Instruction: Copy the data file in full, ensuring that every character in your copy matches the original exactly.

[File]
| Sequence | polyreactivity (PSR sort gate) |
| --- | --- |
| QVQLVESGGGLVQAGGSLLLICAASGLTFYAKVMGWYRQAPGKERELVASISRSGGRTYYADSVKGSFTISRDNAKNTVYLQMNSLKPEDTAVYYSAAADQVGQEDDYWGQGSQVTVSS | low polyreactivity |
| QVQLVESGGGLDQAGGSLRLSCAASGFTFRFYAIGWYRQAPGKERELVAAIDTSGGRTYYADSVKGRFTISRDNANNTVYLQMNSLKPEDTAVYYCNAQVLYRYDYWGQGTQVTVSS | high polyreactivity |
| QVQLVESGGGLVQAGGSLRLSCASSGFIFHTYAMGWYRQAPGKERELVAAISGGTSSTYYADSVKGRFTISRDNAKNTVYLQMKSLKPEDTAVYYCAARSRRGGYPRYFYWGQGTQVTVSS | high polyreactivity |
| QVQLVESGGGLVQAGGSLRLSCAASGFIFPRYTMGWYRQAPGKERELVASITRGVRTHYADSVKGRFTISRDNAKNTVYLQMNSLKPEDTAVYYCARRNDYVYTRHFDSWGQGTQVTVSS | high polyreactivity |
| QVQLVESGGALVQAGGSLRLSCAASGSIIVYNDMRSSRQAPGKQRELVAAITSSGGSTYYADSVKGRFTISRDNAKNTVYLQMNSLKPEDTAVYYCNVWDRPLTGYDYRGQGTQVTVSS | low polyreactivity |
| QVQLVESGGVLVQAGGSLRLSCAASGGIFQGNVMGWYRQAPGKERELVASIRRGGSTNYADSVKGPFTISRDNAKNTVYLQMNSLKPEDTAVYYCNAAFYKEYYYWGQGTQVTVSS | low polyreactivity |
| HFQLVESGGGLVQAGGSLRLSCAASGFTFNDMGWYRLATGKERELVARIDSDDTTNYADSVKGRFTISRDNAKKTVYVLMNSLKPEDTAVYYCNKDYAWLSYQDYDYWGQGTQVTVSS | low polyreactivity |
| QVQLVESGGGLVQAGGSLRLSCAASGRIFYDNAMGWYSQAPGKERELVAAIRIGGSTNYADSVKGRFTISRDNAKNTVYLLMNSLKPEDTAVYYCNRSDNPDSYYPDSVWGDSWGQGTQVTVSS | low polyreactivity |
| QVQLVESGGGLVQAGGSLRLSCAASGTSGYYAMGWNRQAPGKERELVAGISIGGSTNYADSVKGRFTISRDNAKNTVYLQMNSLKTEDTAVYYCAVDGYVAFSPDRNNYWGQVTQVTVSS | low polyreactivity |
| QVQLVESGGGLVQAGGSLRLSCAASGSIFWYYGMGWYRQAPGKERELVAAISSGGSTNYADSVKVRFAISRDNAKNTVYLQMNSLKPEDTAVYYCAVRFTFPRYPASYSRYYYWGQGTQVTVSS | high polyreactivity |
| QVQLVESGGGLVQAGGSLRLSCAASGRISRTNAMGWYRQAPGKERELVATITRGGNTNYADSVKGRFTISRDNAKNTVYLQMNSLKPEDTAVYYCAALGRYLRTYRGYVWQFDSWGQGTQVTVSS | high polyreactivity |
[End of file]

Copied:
| Sequence | polyreactivity (PSR sort gate) |
| --- | --- |
| QVQLVESGGGLVQAGGSLLLICAASGLTFYAKVMGWYRQAPGKERELVASISRSGGRTYYADSVKGSFTISRDNAKNTVYLQMNSLKPEDTAVYYSAAADQVGQEDDYWGQGSQVTVSS | low polyreactivity |
| QVQLVESGGGLDQAGGSLRLSCAASGFTFRFYAIGWYRQAPGKERELVAAIDTSGGRTYYADSVKGRFTISRDNANNTVYLQMNSLKPEDTAVYYCNAQVLYRYDYWGQGTQVTVSS | high polyreactivity |
| QVQLVESGGGLVQAGGSLRLSCASSGFIFHTYAMGWYRQAPGKERELVAAISGGTSSTYYADSVKGRFTISRDNAKNTVYLQMKSLKPEDTAVYYCAARSRRGGYPRYFYWGQGTQVTVSS | high polyreactivity |
| QVQLVESGGGLVQAGGSLRLSCAASGFIFPRYTMGWYRQAPGKERELVASITRGVRTHYADSVKGRFTISRDNAKNTVYLQMNSLKPEDTAVYYCARRNDYVYTRHFDSWGQGTQVTVSS | high polyreactivity |
| QVQLVESGGALVQAGGSLRLSCAASGSIIVYNDMRSSRQAPGKQRELVAAITSSGGSTYYADSVKGRFTISRDNAKNTVYLQMNSLKPEDTAVYYCNVWDRPLTGYDYRGQGTQVTVSS | low polyreactivity |
| QVQLVESGGVLVQAGGSLRLSCAASGGIFQGNVMGWYRQAPGKERELVASIRRGGSTNYADSVKGPFTISRDNAKNTVYLQMNSLKPEDTAVYYCNAAFYKEYYYWGQGTQVTVSS | low polyreactivity |
| HFQLVESGGGLVQAGGSLRLSCAASGFTFNDMGWYRLATGKERELVARIDSDDTTNYADSVKGRFTISRDNAKKTVYVLMNSLKPEDTAVYYCNKDYAWLSYQDYDYWGQGTQVTVSS | low polyreactivity |
| QVQLVESGGGLVQAGGSLRLSCAASGRIFYDNAMGWYSQAPGKERELVAAIRIGGSTNYADSVKGRFTISRDNAKNTVYLLMNSLKPEDTAVYYCNRSDNPDSYYPDSVWGDSWGQGTQVTVSS | low polyreactivity |
| QVQLVESGGGLVQAGGSLRLSCAASGTSGYYAMGWNRQAPGKERELVAGISIGGSTNYADSVKGRFTISRDNAKNTVYLQMNSLKTEDTAVYYCAVDGYVAFSPDRNNYWGQVTQVTVSS | low polyreactivity |
| QVQLVESGGGLVQAGGSLRLSCAASGSIFWYYGMGWYRQAPGKERELVAAISSGGSTNYADSVKVRFAISRDNAKNTVYLQMNSLKPEDTAVYYCAVRFTFPRYPASYSRYYYWGQGTQVTVSS | high polyreactivity |
| QVQLVESGGGLVQAGGSLRLSCAASGRISRTNAMGWYRQAPGKERELVATITRGGNTNYADSVKGRFTISRDNAKNTVYLQMNSLKPEDTAVYYCAALGRYLRTYRGYVWQFDSWGQGTQVTVSS | high polyreactivity |